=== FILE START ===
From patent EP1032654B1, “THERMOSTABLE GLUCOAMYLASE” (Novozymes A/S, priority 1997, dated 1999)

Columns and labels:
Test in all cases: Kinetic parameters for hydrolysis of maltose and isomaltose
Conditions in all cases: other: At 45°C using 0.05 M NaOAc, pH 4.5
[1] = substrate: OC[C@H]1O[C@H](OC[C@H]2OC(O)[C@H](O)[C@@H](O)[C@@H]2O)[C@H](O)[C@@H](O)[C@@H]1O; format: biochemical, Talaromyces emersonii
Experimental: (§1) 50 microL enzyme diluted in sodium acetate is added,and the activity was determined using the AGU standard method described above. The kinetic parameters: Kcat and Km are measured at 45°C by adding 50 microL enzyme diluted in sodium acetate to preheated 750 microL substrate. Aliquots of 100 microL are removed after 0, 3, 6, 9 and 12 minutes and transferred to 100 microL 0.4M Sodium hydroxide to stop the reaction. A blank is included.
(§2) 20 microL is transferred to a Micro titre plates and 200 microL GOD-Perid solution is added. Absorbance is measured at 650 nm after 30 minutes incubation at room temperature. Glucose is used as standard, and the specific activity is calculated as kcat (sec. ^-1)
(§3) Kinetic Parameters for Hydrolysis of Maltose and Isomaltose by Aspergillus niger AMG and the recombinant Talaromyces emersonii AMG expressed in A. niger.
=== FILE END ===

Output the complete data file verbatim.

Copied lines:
From patent EP1032654B1, “THERMOSTABLE GLUCOAMYLASE” (Novozymes A/S, priority 1997, dated 1999)

Columns and labels:
Test in all cases: Kinetic parameters for hydrolysis of maltose and isomaltose
Conditions in all cases: other: At 45°C using 0.05 M NaOAc, pH 4.5
[1] = substrate: OC[C@H]1O[C@H](OC[C@H]2OC(O)[C@H](O)[C@@H](O)[C@@H]2O)[C@H](O)[C@@H](O)[C@@H]1O; format: biochemical, Talaromyces emersonii
Experimental: (§1) 50 microL enzyme diluted in sodium acetate is added,and the activity was determined using the AGU standard method described above. The kinetic parameters: Kcat and Km are measured at 45°C by adding 50 microL enzyme diluted in sodium acetate to preheated 750 microL substrate. Aliquots of 100 microL are removed after 0, 3, 6, 9 and 12 minutes and transferred to 100 microL 0.4M Sodium hydroxide to stop the reaction. A blank is included.
(§2) 20 microL is transferred to a Micro titre plates and 200 microL GOD-Perid solution is added. Absorbance is measured at 650 nm after 30 minutes incubation at room temperature. Glucose is used as standard, and the specific activity is calculated as kcat (sec. ^-1)
(§3) Kinetic Parameters for Hydrolysis of Maltose and Isomaltose by Aspergillus niger AMG and the recombinant Talaromyces emersonii AMG expressed in A. niger.